EEOC Issues Final Regulation on Pregnant Workers Fairness Act

by | May 6, 2024 | Discrimination |

The U.S. Equal Employment Opportunity Commission (EEOC) today issued a final rule  to implement the Pregnant Workers Fairness Act (PWFA) providing important clarity that will allow pregnant workers the ability to work and maintain a healthy pregnancy and help employers understand their duties under the law. The PWFA requires most employers with 15 or more employees to provide “reasonable accommodations,” or changes at work, for a worker’s known limitations related to pregnancy, childbirth, or related medical conditions, unless the accommodation will cause the employer an undue hardship.

The PWFA builds upon existing protections against pregnancy discrimination under Title VII of the Civil Rights Act of 1964 and access to reasonable accommodations under the Americans with Disabilities Act  The EEOC began accepting charges of discrimination on June 27, 2023, the day on which the PWFA became effective.

The final rule will be published in the Federal Register on Apr. 19.

The Pregnant Workers Fairness Act is a win for workers, families, and our economy. It gives pregnant workers clear access to reasonable accommodations that will allow them to keep doing their jobs safely and effectively, free from discrimination and retaliation,” said EEOC Chair Charlotte A. Burrows.

Highlights from the final regulation include:
· Numerous examples of reasonable accommodations such as additional breaks to drink water, eat, or use the restroom; a stool to sit on while working; time o for health care appointments; temporary reassignment; temporary suspension of certain job duties; telework; or time o to recover from childbirth or a miscarriage, among others.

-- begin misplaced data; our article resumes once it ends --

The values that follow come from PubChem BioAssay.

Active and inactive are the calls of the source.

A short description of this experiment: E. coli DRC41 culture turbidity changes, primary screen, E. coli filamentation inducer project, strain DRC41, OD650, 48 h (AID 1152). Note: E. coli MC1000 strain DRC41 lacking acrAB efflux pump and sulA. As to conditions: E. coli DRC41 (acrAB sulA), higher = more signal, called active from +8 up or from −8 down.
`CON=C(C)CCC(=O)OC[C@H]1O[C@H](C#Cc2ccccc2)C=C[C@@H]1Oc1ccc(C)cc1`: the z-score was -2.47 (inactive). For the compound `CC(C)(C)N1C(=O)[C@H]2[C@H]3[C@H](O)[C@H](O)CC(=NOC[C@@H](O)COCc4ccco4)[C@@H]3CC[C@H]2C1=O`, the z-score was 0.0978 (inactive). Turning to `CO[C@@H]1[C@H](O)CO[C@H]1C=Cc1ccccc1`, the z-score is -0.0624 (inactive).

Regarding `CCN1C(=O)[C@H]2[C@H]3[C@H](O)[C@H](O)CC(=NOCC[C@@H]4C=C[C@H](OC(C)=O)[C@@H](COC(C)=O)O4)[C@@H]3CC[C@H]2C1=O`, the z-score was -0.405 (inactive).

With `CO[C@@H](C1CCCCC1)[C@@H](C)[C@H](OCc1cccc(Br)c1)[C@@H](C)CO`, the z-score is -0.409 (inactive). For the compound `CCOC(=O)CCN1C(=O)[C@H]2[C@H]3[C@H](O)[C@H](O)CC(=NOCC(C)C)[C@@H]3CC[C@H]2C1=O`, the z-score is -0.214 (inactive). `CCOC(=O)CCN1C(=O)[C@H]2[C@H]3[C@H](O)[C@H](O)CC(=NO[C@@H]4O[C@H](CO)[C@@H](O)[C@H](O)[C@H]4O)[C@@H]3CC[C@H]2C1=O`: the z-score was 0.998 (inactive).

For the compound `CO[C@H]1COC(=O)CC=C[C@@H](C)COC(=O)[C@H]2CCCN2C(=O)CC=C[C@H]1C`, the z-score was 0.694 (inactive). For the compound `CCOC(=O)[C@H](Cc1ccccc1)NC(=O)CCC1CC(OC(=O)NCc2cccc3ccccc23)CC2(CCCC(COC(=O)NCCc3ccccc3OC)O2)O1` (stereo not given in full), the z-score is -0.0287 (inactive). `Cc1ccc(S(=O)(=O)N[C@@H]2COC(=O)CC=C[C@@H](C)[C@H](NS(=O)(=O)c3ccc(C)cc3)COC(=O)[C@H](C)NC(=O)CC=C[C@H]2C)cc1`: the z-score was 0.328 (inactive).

· Guidance regarding limitations and medical conditions for which employees or applicants may seek reasonable accommodation, including miscarriage or still birth; migraines; lactation; and pregnancy-related conditions that are episodic, such as morning sickness. This guidance is based on Congress’s PWFA statutory language, the EEOC’s longstanding definition of “pregnancy, childbirth, and related medical conditions” from Title VII of the Civil Rights Act of 1964, and court decisions interpreting the term “pregnancy, childbirth, or related medical conditions from Title VII.
· Guidance encouraging early and frequent communication between employers and workers to raise and resolve requests for reasonable accommodation in a timely manner.
· Clarification that an employer is not required to seek supporting documentation when an employee asks for a reasonable accommodation and should only do so when it is reasonable under the circumstances.
· Explanation of when an accommodation would impose an undue hardship on an employer and its business.
· Information on how employers may assert defenses or exemptions, including those based on religion, as early as possible in charge processing.

If you were denied a reasonable accommodation due to your pregnancy, contact the Law Offices of Renee Lazar at 978-844-4095 to schedule a FREE consultation to discuss your concerns.


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